PSM4 MSA Group targets alternative for data center 100G

Six technology vendors have created The PSM4 MSA Group, which will aim to promote the creation and adoption of Parallel Single Mode 4-lane (PSM4) approaches to 100 Gbps in the data center. The companies -- Avago Technologies, Brocade, JDSU, Luxtera, Oclaro, and Panduit – say that there is a need for PSM4 optical transceivers to fill the requirement for low-cost 100-Gbps connections in applications that fall in between the IEEE’s multi-wavelength 10-km 100GBase-LR4 singlemode fiber approach and its multimode-fiber-based 100GBase-SR10 short-reach specifications.

Six technology vendors have created The PSM4 MSA Group, which will aim to promote the creation and adoption of Parallel Single Mode 4-lane (PSM4) approaches to 100 Gbps in the data center. The companies -- Avago Technologies, Brocade, JDSU, Luxtera, Oclaro, and Panduit – say that there is a need for PSM4 optical transceivers to fill the requirement for low-cost 100-Gbps connections at reaches of 500 m in applications that fall in between the IEEE’s multi-wavelength 10-km 100GBase-LR4 singlemode fiber approach and its multimode-fiber-based 100GBase-SR10 short-reach specifications.

The IEEE took up the question of whether a new specification was required to fill perceived holes in its original 100 Gigabit Ethernet specifications as part of its current Next Generation High Speed Ethernet work (see “IEEE launches 100G optical Ethernet study group”). PSM4 was offered as a potential approach, but was countered by another proposal based on multi-level PAM4 signaling. The IEEE Task Force couldn’t come to a consensus on the best approach to use, so decided to focus on tweaking the 100GBase-LR4 specifications.

Members of the new group apparently believe the PSM4 approach has enough merit to catch on despite operating outside of the IEEE Ethernet umbrella.

“Brocade is pleased to be a member of the PSM4 MSA that is open to many vendors who will help drive these low-cost, 100GbE and 128GFC products,” said Martin Skagen, chief architect at Brocade, via a press release that announced the group’s formation. “The PSM4 MSA will enable 500-m data center reach links that will support key customer requirements.”

"PSM4 will be the first transceiver designed specifically to be a cost-effective solution for data-center link lengths up to 500 m,” asserted Tom Fawcett, vice president of business development at JDSU, in the same release. “With the prevalence of cloud computing and the move to ever higher data rates, intermediate-reach transceivers that use singlemode fiber will provide a compelling solution for our customers."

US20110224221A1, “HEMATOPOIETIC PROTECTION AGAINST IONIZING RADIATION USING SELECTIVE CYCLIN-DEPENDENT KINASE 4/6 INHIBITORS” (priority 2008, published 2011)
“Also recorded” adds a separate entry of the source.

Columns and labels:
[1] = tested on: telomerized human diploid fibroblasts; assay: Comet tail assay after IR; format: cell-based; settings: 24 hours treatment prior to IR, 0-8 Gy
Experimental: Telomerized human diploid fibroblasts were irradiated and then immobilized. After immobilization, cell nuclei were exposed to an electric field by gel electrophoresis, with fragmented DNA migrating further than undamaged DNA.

The group’s scope of work has caught the eye of at least one member of the market research community. “PSM4 is an interesting new standard as it provides an economic proving ground for emerging optical technologies such as LISEL (Lens Integrated Surface Emitting Laser) and silicon photonics alongside traditional DFB technology,” commented LightCounting Principal Analyst Dale Murray. LISEL is an Oclaro technology that had its genesis at Hitachi Labs and Opnext, the latter of which Oclaro acquired in 2012.

The PSM4 MSA Group is the second industry consortium to attack a perceived shortcoming within the IEEE’s 100 Gigabit Ethernet specifications. The 10x10 MSA, whose most eye-catching backer was Google, launched in 2010 with the goal of addressing 2-km requirements the MSA members believed the IEEE hadn’t adequately addressed. JDSU and Brocade were founding members of that group. While 10x10G optical transceivers based on the resultant specs have reached the market (see “Santur 10X10 MSA 100-Gbps CFP optical modules now generally available” and "NeoPhotonics touts 100G CFP2 transceivers for 10x10G and 100GBASE-LR4"; NeoPhotonics acquired Santur in 2011), their traction so far hasn’t matched the original hoopla that surrounded the organization’s initial founding. JDSU, in fact, decided against bringing such a module to market.

Those interested in more information about The PSM4 MSA Group can visit its website at www.psm4.org or follow along on Twitter via @100GPSM4.

For more information on optical transceivers and suppliers, visit the Lightwave Buyer’s Guide.

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